So, given fixed resources, we have Quality, Schedule, and Scope as the corners of our triangle, and we have to choose which ones to put most emphasis on, and which to let flex. My view on this is that the ranking should be:
1. Quality — Quality is job one, and without it, nothing else matters. Quality needs to be well defined for each project so that the team can treat it as a binary: they hit the bar or they didn’t.
2. Schedule — Schedule comes next, because we should be delivering small completed batches all the way to customers as frequently as we can. If we let schedule slip, we risk a project that never gets out the door and ultimately fails. Schedule slipping makes a project vulnerable to scope creep, and we get a vicious cycle of non-delivery and frustration.
3. Scope — Scope is the one we should let flex. If we can’t hit our quality or our schedule with the
scope we have, then best to hold some features back, deliver what we have -- excellently -- and
then get the extra features in the next cycle/sprint.
There is a fallacy, called “Sunk Cost”, that people — probably most all of us at one time or another — fall prey to: that is to make decisions about the future based on past investment.
I am amazed how often I hear people say something like 'Well, option A would be the best, but we’ve already invested so much in option B that we should just stick with it'. No! Your investment in option B is gone. The past is past. That cost is sunk. You can’t get it back, no matter what you do. If option A is truly the right decision from this point, then you should pursue option A, right away. Pursuing option B at this point is just “throwing good money after bad”.
In my post, Platforms and Leverage, I mentioned the concept of optionality. Optionality is the essential quality of options, something I have spent a good part of my career thinking about and writing software to value and analyze.
Very basic review: in the financial world, options are contracts which pay off in some circumstances and pay nothing in other circumstances. The simplest option contract might be the lottery ticket, which is a kind of digital option that pays a fixed sum if you ‘win' (i.e. a certain random event takes place) and pays nothing otherwise. Of course, there is no free lunch, so you have to pay for that chance of winning. The value of a lottery ticket is simply the chance of winning x the payoff amount. Of course, lottery tickets are generally worth far less than the government changes for them, which is why governments make a lot of money off lotteries. Another common form of option is insurance, which pays off when something bad happens. Since you have to lose something in order to get the payoff (i.e. insurance is a ‘hedge'), it does not generally feel like winning to get that payoff.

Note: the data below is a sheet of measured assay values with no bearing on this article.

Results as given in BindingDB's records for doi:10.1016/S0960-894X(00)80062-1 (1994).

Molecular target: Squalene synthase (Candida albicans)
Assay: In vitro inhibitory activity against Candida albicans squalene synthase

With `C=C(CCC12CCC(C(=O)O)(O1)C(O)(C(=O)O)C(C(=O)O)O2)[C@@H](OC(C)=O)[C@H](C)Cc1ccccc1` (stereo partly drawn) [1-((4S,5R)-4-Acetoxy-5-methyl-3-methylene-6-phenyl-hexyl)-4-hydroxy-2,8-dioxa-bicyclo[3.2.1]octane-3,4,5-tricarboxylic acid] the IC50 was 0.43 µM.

In the trading world, the most common types of options contracts are called (Vanilla) Calls and Puts. They give the owner of the option the right but not the obligation to buy (in the case of a Call) or sell (in the case of a Put) an asset at a predetermined price (called the Strike Price). Lets say you own a Call and at the end of the option’s life (the Expiration Date), the asset is worth more than the Strike Price (it’s ‘in the money’). Then you will exercise the option to buy the asset cheaply and can then sell the asset in the open market at the higher going rate, pocketing the difference. If, on the other hand, the asset price is less than the Strike at the Expiration Date (‘out of the money’), then you do nothing and let the option expire worthless. The option may have some value, potentially unlimited value, if the asset price goes up, and no value if the asset price goes down. Of course you have to pay for this chance of gaining value while taking no risk, and this upfront payment is called the Premium. Like the lottery ticket above, the Premium exactly equals the expected value of the option (but is rather more complex to calculate given the variable upside payoff amount). So the payoff is asymmetrical. Unlimited upside with downside limited to the fixed Premium you pay upfront. The fact that the upside return is unlimited, in exchange for a fixed investment, means that there is tremendous leverage in the upside.
This asymmetry means that options become more valuable in risky situations. With only upside and no downside, the chances of a big payoff grow as volatility in the market increases, while the payoff of the downside risk remains flat (limited to the Premium you paid). That is why options are inherently antifragile — they gain from chaos (hence their use as insurance). They may be the purest expression of antifragility that exists.